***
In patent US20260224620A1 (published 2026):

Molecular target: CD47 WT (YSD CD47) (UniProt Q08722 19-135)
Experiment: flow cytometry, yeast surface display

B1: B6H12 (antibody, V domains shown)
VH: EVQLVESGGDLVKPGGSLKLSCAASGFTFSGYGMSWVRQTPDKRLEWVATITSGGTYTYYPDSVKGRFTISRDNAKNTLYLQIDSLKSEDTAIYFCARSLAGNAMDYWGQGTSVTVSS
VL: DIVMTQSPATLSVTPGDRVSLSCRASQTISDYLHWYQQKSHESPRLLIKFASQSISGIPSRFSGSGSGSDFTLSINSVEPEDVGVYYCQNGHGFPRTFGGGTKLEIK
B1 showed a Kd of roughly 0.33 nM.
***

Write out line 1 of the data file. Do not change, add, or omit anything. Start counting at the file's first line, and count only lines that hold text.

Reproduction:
In patent US20260224620A1 (published 2026):